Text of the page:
My congratulations to all three winners. And a big cheer for the two women among them, because it does matter for all women. Prejudices and perceptions about women as a group are made less harmful by news such as these. It's important to understand that, and I have failed to explain it adequately in my posts. I'm not writing about uppity women and such just because I happen to be a goddess. The toolbox of anti-feminists consists of the same old rusted swords, and one of these is all about the presumed intellectual inferiority of women. It's presumed, by the way, however many times one refutes the argument, but actual examples do help to quiet the murmurs a little.

It's very sad that Joan Robinson died before having a chance to receive the Nobel Economics Prize, by the way. But then of course she couldn't get a full professorship until she was well in her forties. So the world HAS changed.

And What Did She Think Would Happen?

That's what I wanted to know after reading this excerpt from an interview with Sandra Day O'Connor:

Retired Supreme Court justice Sandra Day O'Connor says she regrets that some of her decisions "are being dismantled" by the current Supreme Court.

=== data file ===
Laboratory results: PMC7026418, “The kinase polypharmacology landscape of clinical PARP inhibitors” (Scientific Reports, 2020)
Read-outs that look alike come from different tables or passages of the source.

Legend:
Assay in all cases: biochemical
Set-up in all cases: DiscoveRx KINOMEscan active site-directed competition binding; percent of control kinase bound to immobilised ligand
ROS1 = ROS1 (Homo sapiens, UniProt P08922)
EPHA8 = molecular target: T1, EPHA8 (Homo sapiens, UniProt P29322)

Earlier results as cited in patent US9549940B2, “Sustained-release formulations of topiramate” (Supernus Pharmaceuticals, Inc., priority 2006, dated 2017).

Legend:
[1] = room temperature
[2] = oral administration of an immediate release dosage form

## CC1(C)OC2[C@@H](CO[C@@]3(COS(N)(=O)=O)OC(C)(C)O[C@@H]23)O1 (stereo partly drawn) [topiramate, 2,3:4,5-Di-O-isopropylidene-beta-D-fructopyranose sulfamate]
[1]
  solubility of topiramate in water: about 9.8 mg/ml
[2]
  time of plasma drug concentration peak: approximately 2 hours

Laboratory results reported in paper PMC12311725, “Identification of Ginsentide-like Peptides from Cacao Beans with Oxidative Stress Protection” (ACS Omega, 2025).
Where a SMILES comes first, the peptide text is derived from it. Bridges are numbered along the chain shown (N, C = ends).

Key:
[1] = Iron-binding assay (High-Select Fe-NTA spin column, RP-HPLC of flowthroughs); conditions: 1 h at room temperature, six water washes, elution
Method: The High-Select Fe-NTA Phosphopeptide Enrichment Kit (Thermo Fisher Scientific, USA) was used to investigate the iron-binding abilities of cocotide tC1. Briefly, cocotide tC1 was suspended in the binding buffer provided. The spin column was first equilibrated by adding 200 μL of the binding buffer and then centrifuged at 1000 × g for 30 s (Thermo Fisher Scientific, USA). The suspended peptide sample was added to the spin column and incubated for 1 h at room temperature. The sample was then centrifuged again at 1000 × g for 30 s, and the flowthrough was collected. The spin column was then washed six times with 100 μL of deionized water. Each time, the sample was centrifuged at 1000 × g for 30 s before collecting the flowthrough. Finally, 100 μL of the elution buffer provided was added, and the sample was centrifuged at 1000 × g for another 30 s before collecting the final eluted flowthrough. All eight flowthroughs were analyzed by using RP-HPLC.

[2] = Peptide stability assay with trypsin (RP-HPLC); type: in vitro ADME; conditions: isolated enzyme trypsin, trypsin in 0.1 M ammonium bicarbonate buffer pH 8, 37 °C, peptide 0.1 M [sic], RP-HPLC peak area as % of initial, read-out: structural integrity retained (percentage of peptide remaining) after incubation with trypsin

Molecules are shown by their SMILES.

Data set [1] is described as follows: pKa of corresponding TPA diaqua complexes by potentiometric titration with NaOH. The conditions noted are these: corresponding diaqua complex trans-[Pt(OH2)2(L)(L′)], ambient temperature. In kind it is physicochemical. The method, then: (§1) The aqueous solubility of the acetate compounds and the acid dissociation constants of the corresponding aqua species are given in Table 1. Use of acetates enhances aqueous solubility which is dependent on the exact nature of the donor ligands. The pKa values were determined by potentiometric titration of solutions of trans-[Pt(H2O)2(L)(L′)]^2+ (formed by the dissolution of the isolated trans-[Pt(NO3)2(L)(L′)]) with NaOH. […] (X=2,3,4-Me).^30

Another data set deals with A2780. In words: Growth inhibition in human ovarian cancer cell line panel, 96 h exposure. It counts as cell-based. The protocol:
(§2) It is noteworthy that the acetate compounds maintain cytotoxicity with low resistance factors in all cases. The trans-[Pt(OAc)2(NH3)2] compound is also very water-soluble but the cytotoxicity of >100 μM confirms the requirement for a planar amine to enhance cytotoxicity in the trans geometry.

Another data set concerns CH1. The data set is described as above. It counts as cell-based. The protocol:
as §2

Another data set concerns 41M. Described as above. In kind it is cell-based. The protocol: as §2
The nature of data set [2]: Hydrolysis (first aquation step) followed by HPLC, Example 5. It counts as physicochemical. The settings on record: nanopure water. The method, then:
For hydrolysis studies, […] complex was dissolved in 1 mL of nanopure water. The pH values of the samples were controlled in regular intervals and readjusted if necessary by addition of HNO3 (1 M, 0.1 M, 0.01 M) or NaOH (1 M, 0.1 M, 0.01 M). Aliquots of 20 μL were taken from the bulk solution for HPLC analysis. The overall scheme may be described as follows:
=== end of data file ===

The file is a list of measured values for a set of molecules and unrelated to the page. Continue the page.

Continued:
O'Connor, who generally has avoided questions on the substance of the court under Chief Justice John Roberts, made the observation during a wide-ranging and unusually candid panel discussion over the weekend.

Asked how she felt about the fact that the current court had undone some of her rulings, the nation's first woman justice responded, "What would you feel? I'd be a little bit disappointed. If you think you've been helpful, and then it's dismantled, you think, 'Oh, dear.' But life goes on. It's not always positive."

O'Connor, appointed by Ronald Reagan in 1981, was a moderate conservative who often brokered compromises among justices and across ideological lines.

Since she retired in 2006, the court has become more conservative and retreated from some rulings in which she crafted consensus, including on abortion rights, campaign finance and government race-based policies.